Israel’s Crisis Is Just Beginning

It’s a strange experience to observe the place you live in the slide from controlled crisis into utter chaos in just under 24 hours. Crisis is a fairly common situation in Israel. There is always something going on. Hamas launches rockets; Israelis enjoy brunch. Hezbollah threatens to annihilate the country; Israelis know their air force will chortle.

This may be one of the reasons Israelis developed a “there he goes again” indulgence toward Benjamin Netanyahu, the country’s longest-serving prime minister, and an eternal bad boy of local politics. Last November, he managed to pull off reelection, barely, while on trial for corruption.

Yet this time — with skunk water cannons turned on peaceful protesters, army reservists resigning and global banks and credit rating agencies downgrading Israel — Israel’s seven-month crisis is past and chaos has taken over. It feels as if the country’s DNA has been transformed. As always, it’s been a long time coming, but the change feels brutal and shocking. The air feels different.

Netanyahu is ploughing ahead with a radical project he calls “judicial reform,” which would subsume Israel’s judiciary under an almost all-powerful executive. Over the past seven months, it has advanced under cover of a shimmer of irreality that has torn open the country’s rifts. The only question was whether his hard-right, religious, nationalist government would back down in the face of massive international alarm and domestic resistance.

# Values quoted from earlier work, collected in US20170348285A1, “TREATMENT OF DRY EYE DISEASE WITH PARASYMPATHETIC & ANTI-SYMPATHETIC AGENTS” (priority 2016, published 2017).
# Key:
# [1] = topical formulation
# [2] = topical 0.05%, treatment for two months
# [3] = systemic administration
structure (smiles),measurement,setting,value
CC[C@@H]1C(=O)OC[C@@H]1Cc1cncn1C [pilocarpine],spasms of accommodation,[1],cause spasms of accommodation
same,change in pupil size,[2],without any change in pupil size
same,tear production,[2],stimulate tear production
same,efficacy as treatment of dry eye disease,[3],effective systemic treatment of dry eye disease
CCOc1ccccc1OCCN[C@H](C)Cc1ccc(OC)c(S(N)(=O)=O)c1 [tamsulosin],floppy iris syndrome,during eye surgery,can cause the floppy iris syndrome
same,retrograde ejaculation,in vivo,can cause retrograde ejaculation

The latest chapter opened on Sunday night, when former President Reuven Rivlin, 83, addressed a crowd of about 100,000 opponents of Netanyahu’s attempted power grab and Jerusalem still felt like Jerusalem.

After a sweltering day, the hilltop city’s famous breeze seemed to caress the crowd.

Behind me, smiling protesters shared bags of grapes they’d brought from home. Their hope seemed to be that just maybe they could recreate March when a popular uprising with hundreds of thousands in the streets gave Netanyahu pause and pushed him to step back from a draconian law changing the Judicial Appointments Committee, that would have brought Israel closer to authoritarianism.

While Netanyahu has conspicuously dismissed increasingly dire warnings from everyone from President Joe Biden to Israeli reserve air force commanders, the idea of an Israel turned into a nation subservient to the iron fist of a strongman doesn’t quite jibe with lived experience here.

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